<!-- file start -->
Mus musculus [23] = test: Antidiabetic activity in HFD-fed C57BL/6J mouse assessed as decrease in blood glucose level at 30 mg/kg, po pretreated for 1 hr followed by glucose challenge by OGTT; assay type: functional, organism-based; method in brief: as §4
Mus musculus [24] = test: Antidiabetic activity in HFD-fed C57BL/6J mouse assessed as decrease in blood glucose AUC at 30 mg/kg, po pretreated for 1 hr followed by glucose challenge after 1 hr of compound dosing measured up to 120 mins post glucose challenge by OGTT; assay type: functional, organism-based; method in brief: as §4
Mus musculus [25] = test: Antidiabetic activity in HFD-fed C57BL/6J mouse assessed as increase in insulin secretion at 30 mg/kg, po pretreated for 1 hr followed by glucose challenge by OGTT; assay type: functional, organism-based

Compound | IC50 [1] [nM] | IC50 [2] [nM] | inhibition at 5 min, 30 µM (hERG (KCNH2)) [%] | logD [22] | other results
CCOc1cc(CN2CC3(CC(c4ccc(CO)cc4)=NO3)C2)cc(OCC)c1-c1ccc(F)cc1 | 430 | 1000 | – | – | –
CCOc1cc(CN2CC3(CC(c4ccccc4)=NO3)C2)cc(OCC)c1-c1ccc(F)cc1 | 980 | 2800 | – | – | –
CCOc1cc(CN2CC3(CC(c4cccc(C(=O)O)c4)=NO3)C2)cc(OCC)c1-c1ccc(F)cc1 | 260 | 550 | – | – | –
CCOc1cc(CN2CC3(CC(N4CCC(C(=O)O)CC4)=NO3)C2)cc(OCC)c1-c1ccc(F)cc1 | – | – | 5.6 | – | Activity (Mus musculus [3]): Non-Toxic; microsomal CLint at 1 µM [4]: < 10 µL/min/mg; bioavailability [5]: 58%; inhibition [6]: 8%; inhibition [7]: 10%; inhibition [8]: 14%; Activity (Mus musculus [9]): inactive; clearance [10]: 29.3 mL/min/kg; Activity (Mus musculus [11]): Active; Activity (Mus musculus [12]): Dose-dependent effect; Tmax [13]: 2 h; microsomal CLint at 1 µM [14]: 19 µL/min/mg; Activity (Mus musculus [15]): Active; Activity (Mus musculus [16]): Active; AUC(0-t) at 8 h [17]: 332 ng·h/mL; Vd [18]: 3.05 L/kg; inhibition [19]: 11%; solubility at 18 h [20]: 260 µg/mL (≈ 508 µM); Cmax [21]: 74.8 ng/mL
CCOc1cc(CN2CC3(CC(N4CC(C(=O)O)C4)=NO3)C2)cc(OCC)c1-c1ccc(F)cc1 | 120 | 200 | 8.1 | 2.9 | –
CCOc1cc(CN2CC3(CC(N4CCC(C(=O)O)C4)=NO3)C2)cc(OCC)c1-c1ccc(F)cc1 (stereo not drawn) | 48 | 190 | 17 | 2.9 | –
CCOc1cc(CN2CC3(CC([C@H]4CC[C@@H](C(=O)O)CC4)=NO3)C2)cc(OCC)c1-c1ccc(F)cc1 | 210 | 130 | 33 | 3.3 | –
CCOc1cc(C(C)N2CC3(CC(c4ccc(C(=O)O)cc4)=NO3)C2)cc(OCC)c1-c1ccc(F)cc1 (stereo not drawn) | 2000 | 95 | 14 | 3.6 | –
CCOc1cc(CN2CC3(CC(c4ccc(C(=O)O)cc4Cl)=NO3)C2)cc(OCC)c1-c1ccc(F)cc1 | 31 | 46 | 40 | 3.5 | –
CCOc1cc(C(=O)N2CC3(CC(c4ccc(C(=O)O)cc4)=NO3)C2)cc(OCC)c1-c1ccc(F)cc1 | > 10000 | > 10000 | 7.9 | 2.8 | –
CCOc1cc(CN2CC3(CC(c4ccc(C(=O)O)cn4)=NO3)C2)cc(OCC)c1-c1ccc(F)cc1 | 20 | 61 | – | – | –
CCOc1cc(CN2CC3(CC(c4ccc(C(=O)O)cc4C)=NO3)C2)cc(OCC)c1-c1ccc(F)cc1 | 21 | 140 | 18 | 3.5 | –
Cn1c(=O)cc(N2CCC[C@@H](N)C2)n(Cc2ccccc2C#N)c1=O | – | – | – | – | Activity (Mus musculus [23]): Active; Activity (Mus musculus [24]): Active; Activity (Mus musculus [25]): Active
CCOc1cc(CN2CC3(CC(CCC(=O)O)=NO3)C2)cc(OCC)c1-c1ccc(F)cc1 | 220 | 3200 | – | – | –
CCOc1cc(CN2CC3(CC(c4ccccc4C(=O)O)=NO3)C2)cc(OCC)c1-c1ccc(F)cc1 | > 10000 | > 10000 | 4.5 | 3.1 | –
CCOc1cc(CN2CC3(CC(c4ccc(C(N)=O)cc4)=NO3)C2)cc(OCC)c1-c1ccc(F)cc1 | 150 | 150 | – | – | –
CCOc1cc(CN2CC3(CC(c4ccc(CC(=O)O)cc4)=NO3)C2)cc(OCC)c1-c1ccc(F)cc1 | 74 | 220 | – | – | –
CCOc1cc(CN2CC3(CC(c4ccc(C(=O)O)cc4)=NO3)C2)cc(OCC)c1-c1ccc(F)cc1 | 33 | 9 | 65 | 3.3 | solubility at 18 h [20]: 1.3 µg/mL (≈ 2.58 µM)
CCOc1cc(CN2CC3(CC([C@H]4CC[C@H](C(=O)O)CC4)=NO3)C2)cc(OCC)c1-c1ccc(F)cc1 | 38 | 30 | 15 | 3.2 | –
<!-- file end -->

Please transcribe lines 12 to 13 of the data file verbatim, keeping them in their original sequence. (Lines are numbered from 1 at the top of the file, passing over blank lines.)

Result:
CCOc1cc(C(C)N2CC3(CC(c4ccc(C(=O)O)cc4)=NO3)C2)cc(OCC)c1-c1ccc(F)cc1 (stereo not drawn) | 2000 | 95 | 14 | 3.6 | –
CCOc1cc(CN2CC3(CC(c4ccc(C(=O)O)cc4Cl)=NO3)C2)cc(OCC)c1-c1ccc(F)cc1 | 31 | 46 | 40 | 3.5 | –